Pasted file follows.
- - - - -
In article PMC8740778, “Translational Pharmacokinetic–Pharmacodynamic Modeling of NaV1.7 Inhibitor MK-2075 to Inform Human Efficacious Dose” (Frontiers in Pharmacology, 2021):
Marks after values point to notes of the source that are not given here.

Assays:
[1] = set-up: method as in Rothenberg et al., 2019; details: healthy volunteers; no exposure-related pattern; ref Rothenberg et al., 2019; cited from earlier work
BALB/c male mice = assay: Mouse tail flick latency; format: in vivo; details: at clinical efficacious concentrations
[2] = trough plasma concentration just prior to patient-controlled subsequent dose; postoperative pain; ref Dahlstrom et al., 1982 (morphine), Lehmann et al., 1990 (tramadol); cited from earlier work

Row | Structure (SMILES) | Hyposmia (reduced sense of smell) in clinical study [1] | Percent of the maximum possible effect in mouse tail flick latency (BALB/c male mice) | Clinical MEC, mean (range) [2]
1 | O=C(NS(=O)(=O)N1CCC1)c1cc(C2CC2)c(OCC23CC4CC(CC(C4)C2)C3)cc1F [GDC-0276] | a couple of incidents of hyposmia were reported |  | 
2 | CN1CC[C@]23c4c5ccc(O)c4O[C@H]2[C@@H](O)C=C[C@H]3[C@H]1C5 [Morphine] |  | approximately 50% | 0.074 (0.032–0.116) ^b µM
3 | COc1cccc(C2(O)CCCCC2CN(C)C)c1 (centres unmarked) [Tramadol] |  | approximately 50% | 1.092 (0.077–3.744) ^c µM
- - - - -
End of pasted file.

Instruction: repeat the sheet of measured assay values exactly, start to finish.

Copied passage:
In article PMC8740778, “Translational Pharmacokinetic–Pharmacodynamic Modeling of NaV1.7 Inhibitor MK-2075 to Inform Human Efficacious Dose” (Frontiers in Pharmacology, 2021):
Marks after values point to notes of the source that are not given here.

Assays:
[1] = set-up: method as in Rothenberg et al., 2019; details: healthy volunteers; no exposure-related pattern; ref Rothenberg et al., 2019; cited from earlier work
BALB/c male mice = assay: Mouse tail flick latency; format: in vivo; details: at clinical efficacious concentrations
[2] = trough plasma concentration just prior to patient-controlled subsequent dose; postoperative pain; ref Dahlstrom et al., 1982 (morphine), Lehmann et al., 1990 (tramadol); cited from earlier work

Row | Structure (SMILES) | Hyposmia (reduced sense of smell) in clinical study [1] | Percent of the maximum possible effect in mouse tail flick latency (BALB/c male mice) | Clinical MEC, mean (range) [2]
1 | O=C(NS(=O)(=O)N1CCC1)c1cc(C2CC2)c(OCC23CC4CC(CC(C4)C2)C3)cc1F [GDC-0276] | a couple of incidents of hyposmia were reported |  | 
2 | CN1CC[C@]23c4c5ccc(O)c4O[C@H]2[C@@H](O)C=C[C@H]3[C@H]1C5 [Morphine] |  | approximately 50% | 0.074 (0.032–0.116) ^b µM
3 | COc1cccc(C2(O)CCCCC2CN(C)C)c1 (centres unmarked) [Tramadol] |  | approximately 50% | 1.092 (0.077–3.744) ^c µM